By Chelle Koster Walton

St. Petersburg thrives on youthful, cultural energy with explorable sections radiating out from The Pier.

Footloose & Car-Free

Right smack on Tampa Bay, downtown St. Petersburg thrives on youthful, cultural energy. Its walkable, highly explorable sections radiate out from the landmark Pier in a roughly two-by-two-mile neighborhood on the waterfront that continues to become more and more pedestrian-friendly. From art galleries and museums to movie theaters and major league baseball, downtown St. Petersburg makes it worth a walk.

Early planners laid out downtown in a logical pattern of numbered streets (running north-south) and avenues (running east-west), so it's easy to find your way around. The inexpensive Looper Downtown Trolley and other forms of public transportation support your mission to explore sans automobile. You can also rent surreys or take a Segway Tour from Baywalk.

Parking Zone

I usually park in The Pier's convenient lots as a base for pedestrian exploring. A free shuttle runs between the lots and the end of the pier, where a five-story glass structure in the shape of an inverted pyramid holds all the action. The half-mile-long pier itself is fun to walk with its festively fluttering banners and Tampa Bay views.

Should you decide to stay longer than a day to explore more fully by foot this bustling metro scene, the elegant and historic Renaissance Vinoy Resort, Hampton Inn & Suites and several smaller inns and B&Bs, such as the Mansion House, lie within the downtown zone.

Walk This Way

Here we are at The Pier, downtown's inimitable focal point. Inside, you can shop, grab a bite at the food court or sit down to Spanish fare at Columbia Restaurant, peer at fish in the second-floor Pier Aquarium and take the glass elevator to the top for a sweeping view.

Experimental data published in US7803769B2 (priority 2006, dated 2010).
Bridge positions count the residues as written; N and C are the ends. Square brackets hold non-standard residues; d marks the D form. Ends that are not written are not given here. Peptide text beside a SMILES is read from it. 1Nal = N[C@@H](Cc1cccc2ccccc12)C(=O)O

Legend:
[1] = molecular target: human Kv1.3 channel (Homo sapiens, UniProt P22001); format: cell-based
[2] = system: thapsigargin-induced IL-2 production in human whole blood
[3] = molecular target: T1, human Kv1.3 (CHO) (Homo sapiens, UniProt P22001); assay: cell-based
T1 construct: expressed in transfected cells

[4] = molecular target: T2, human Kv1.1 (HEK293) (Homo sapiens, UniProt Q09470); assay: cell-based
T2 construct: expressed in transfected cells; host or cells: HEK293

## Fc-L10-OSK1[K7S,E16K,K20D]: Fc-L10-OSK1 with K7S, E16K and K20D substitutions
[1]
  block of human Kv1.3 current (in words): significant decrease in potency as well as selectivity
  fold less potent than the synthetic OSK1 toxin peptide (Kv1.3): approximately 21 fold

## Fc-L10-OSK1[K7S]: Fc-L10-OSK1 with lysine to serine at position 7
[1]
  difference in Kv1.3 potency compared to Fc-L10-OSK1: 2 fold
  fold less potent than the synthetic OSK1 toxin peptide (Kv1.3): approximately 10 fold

Around The Pier, folks actually fish. Others catch boat tours. Where the pier makes landfall sit two intriguing museums - the Museum of Fine Arts and the Historical Museum. Grassy parks line the seven-mile waterfront and host festivals throughout the year. One park, known as Spa Beach, is sandy and popular for sunning.

A row of galleries and shops selling jewelry, Indian arts, tea and more face the bay along Beach Drive. If you continue straight ahead from The Pier, Second Avenue North takes you past BayWalk, practically a city in itself with some of the town's best restaurants, browseable shops and a 20-screen movie theater complex.

Continue down the block to the American Stage Theatre Company, one of two downtown theaters. When you need to rest, look around for a green bench; they are found throughout the downtown area and have been for decades. Survey the melange of buildings vintage and modern while you relax.

Head one block south to Central Avenue, then west through The Edge - a sports pub and restaurant district - en route to the domed Tropicana Field, home of the Tampa Bay Rays. Ambitious walkers can continue to the Grand Central District between 16th and 34th streets, a design quarter chockablock with shops, galleries and restaurants.

Heading back east on Central Avenue and Fifth Street South, you can visit the Florida Holocaust Museum. As you again near Tampa Bay, notice along Central Avenue, a.k.a. Baseball Boulevard, the home-plate plaques that honor St. Petersburg as the birthplace of spring training. Antique shops and edgy galleries make this a favorite shopper's stroll.

Head south on Third Street South if you feel like a nice long (1.5 miles) walk to Bayboro Harbor and the Salvador Dali Museum. Mahaffey Theater is in the Progress Energy Center on Fourth and Fifth Street. Heading north from the Dali, if you take a right on Fifth Avenue South, you'll hook up with Bayshore, which skirts the marina back to The Pier and onto the striking Vinoy resort. Stop inside for a look around.

This tour covers a lot of territory and you may wish to use the Looper for parts or break it up into two or more days' worth of walking.